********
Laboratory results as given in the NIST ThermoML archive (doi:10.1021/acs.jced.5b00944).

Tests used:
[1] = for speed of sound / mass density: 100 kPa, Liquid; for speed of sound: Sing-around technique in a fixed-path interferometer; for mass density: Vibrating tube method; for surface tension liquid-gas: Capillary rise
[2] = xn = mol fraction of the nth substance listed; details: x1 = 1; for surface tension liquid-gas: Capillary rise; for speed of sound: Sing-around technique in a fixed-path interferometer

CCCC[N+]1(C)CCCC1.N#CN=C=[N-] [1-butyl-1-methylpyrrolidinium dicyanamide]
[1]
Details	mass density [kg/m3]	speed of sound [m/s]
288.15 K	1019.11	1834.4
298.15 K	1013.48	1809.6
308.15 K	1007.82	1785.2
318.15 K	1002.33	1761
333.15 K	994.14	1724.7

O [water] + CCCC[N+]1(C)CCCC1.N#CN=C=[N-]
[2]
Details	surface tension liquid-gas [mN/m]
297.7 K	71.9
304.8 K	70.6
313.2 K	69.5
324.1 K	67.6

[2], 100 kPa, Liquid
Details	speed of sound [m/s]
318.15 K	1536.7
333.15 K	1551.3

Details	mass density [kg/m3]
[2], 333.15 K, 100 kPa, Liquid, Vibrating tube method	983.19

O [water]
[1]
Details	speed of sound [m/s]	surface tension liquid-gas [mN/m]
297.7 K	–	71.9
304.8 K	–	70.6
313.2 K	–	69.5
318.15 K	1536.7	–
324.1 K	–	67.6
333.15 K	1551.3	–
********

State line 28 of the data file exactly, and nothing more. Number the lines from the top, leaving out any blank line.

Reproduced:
Details	speed of sound [m/s]	surface tension liquid-gas [mN/m]